Galesburg Register-Mail from Galesburg, Illinois on May 18, 1973 · Page 11
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Galesburg Register-Mail from Galesburg, Illinois · Page 11

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Galesburg, Illinois
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Friday, May 18, 1973
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Page 11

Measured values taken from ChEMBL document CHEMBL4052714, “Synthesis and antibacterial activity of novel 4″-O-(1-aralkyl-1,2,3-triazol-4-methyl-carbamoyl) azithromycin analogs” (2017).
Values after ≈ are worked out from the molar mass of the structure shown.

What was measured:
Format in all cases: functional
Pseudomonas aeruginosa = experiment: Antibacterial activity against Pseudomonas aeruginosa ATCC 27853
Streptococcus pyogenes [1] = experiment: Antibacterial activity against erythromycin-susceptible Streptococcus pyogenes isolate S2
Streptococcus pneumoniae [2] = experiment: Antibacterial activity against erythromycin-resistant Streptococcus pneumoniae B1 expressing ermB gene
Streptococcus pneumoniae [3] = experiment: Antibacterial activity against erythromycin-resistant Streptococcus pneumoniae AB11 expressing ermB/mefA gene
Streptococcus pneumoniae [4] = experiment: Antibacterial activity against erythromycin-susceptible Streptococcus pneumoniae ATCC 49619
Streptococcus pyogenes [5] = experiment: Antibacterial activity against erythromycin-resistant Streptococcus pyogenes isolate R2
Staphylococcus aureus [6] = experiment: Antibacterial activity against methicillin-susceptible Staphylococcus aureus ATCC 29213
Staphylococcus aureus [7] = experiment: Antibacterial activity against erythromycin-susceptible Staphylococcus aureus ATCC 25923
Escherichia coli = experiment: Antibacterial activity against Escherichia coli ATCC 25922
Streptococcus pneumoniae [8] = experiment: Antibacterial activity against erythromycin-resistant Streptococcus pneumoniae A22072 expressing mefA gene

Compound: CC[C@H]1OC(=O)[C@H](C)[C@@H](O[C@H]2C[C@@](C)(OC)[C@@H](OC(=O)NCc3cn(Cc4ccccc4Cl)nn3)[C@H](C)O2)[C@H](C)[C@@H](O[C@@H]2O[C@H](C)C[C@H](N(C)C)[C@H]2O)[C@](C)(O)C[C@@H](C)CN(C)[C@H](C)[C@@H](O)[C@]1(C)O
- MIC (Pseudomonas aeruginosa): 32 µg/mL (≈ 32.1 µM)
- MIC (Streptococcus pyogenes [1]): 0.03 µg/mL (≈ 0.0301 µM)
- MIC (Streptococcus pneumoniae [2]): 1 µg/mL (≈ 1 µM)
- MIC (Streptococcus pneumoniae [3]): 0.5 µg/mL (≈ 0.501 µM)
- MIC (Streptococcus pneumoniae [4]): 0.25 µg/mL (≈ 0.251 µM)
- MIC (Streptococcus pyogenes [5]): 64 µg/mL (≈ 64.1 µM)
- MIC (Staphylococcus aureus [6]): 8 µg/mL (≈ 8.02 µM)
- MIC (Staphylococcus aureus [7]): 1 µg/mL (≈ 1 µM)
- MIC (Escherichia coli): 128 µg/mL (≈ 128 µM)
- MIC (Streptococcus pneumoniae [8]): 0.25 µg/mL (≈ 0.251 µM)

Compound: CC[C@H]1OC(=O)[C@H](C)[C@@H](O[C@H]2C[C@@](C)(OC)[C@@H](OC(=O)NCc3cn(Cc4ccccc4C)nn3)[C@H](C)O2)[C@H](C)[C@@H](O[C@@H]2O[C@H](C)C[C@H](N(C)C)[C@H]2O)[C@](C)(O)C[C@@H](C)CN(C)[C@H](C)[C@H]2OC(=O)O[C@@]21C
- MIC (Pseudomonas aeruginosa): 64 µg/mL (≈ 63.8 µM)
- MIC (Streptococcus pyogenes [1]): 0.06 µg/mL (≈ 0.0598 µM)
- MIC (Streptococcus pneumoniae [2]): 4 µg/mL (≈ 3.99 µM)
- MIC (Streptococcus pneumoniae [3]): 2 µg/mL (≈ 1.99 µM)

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Golcsburg Register-Moil, (kilesburg. Friday, May 18, 1973 11 Lure for Tourists, Settlers The pastoral bliss of the New Zealand countryside is one of the country's main lures for potential immigrants. And it's attract­ ing a growing number of tourists, many of them from North America. NEA Kiwis Discover Happiness Without Freeways, Smog By DICK KLEINER AUCKLAND, New Zealand (NEA) — If you're thinking of going to New Zealand, there are two words you better learn in a hurry. One is "haeremai." The other Is "double." Last In a Series The first is the old Maori word for "welcome," and nobody says it, but it's printed everywhere. The other is the old English word for an extra large shot of whiskey and you'd be well advised to order a double on all occasions, because the ordinary single shot is measured out by a teaspoon. Or so it seems. Other than that, New Zealand is a hospitable country. II has a lot to offer and American tourists are discovering that in increasing numbers. At the moment, nearly half of New Zealand's tourist visitors — somewhere around 180,000 last'year — come from Australia. They pop over mostly because it's convenient and inexpensive. OF THE. OTHER half, more than 50 per cent how come from, North America, and that percentage is increasing with a rush. What U.S. and Canadian visitors apparently like is that New Zealand is still relatively unspoiled — but there is no language barrier. This is a country where people move slowly but steadily. Even the cities seem unhurried. And there are still millions of acres of beautiful countryside where not a human soul lives. Pioneering exists today in New Zealand. Even old settlers are pioneers. Outside of Queenstown, on the South Island, you can tour a working sheep ranch — Cecil Peak Station — that has 34,000 acres and 8,000 sheep. The guide is a pleasant, joke-cracking old man, and he turns out to be Frederick J. (Popeye) Lucas, who owns the place. He serves tea and cakes and shows you how a sheep ranch runs. SHEEP ARE big in New Zealand. Drive anywhere and you see them grazing on the hillsides. Go to Rotorua, on the North, Island, and you can visit the Agrodome, where they have performing sheep. They don't actually perform, but they do march on stage end stand there while a man gives a demonstration in sheep-shearing. When they brag about performing, sheep, they're just pulling, the wool over your eyes. But, as it is with oranges in California, it's hard to find good roast lamb on New Zealand menus. Most lamb and mutton is frozen and shipped to Great Britain. The ' Kiwis, as they call themselves, eat well, however. Food prices are low, compared to today's U.S. prices. They complain about low salaries, and that's probably true, but theirs is a semi- socialist state and they get many services free from the government. They are, like most people, proud of their homeland. The big joke here is that Australia is "the outislartd." And there ie tremendous, light-hearted competition between the two islands, North and South, which make up New Zealand. "YOU KNOW how South island got its name," a South Islander says. "It's an acro- nymn, and the letters stand for Superb Outstanding Unique Tourist Haven." There's some truth to the boast, too. South Island is incredibly beautiful. On the southwest coast, there are a series of fiords which rival Norway's, notably a 12-mile gash called Milford Sound, lined with mountains and waterfalls. Then there's 12,349-foot tall Mount Cook, a majestic peak, and you can take a small sightseeing plane and land on a nearby glacier. • Mostly, though, what appeals to North Americans about New Zealand is the uncluttered, unrushed atmosphere. There are no freeways—they don't need them yet. But they worry that eventually they'll catch up to the rest of the world. "NEW ZEALAND," says an American now living here, "is five to seven years behind the United States. By 1980, we'll catch up and then we'll have your problems — drugs, crime and traffic." At the moment, though, things are beautiful: There isn't even any smog. fit Argentina Tradition Scant For Inauguration By ROBERT E. SULLIVAN BUENOS AIRES (UPI) About the time the first baseball is thrown out in the United States, the temperature starts to drop here, south of the Equator. The leaves are turning now but the falling foliage Jacks the color of America's Northeast. Instead of waiting for possibly the coldest days of the year for the presidential Inauguration, as in the United States, the Argentines have selected what can be expected to be a crisp fall day, May 25. President-elect Hector J. Campora can easily go hatless, and most probably will. He already has sent word to the ruling generals that the affair will be neither white nor black tie. There are so few presidential inaugurations here that it is not easy to determine a tradition. Security prevents the third- floor presidential office from having a view but Campora has only to stroll to a window to see the pockmarked buildings across the street, hit by machine-gun fire June 16, 1955, when navy planes bombed and sfcraied the plaza and the "Pink House" for almost five hours In an .attempt to kill then- President Peron. Since then, Campora has been in jail, in exile or quietly preparing for the return of his leader, Juan Peron. That day is coming. Campora is a self-effacing person who prefers the image of an obedient servant to Peron, whom he calls "the Boss." "The Boss" already has started giving orders, dictating the dismissal of a particularly abrasive party leader, ordering a halt to a planned party reorganization and summoning Campora to two governmental policy meetings in Madrid. The youth element in the Peronist Justicialist Liberation Front considers Peron the vanguard of people's Socialism. "Peron and Evita (Peron's now-dead first wife) for a Socialist Argentina" is.J.heir banner. Campora has dedicated in advance the new government to "solidarity with all the peoples of the world fighting imperialism." The Justicialist platform, if it Is not ignored, will mean reform but not revolution. American banks, the most visible violators of the Justicial­ ist dictum that Argentine money only can be used for Argentine industry, operated freely and profitably • under Peron. Diplomatic missions here believe Peron, while solidifying power, will move slowly in reforms so as not to alarm the military, but once firmly in command, will swing the country to a Socialist Left. Miss Cynthia Herbert School Selects Student of Year Miss Cynthia Herbert has been named Valley High School Student of the Year. A senior, she has baen president of the French Club, Student Council secretary, GAA treasurer, DAR president, an Illinois State Scholar and Student of the Month. She also belongs to band, stage band, robed choir and FHA. A member of the Fair* view Reformed Ghurcjh, she maintains an A average. She plans to attend Spoon River College and major in medical technology. She is the daughter of Mr. and Mrs. John Herbert, London Mills. a thought for the day: Spanish novelist Miguel de Cervantes said, "That's the nature of women, not to love when we love them and to love when we love them not." First National presents a program of enrichment tor you FREE! TYTO5-piece place settings when you save > mwm 3V , Now you can enrich yourself two ways. Enrich your home with beautiful Danish design stainless by famous designer Erik Nellsen. Enrich your bank account with a deposit program that will give you a very rich feeling of accomplishment. You have a choice of two of Erik Neilsen's designs. — Royal Damask, pictured above, and Tulip Time. You'll be delighted with the rich appearance, the soft sheen, the gracious lines of this fine tableware of Swedish chrome steel crafted by Holland's skilled Guild Craftsmen. YOUR 1ST AND 8TH PLACE SETTINGS FREE Every time you make one of the deposits listed below you are entitled to purchase one 5-plece place setting for only $3 or an accessory unit at a similar low price. With your first and eighth deposits you get the place setting free. Here's how you do It: Open a Regular Savings account, $25 or more. Open a Qoldsn Passbook account, $100 or more. Purchase a Certificate of Deposit, $100 or more. Add $25 or more to your Regular Savings account. Add $100 or more to your Golden Passbook account. Open a new Checking account, $100 or more. See the patterns on display now at the bank first National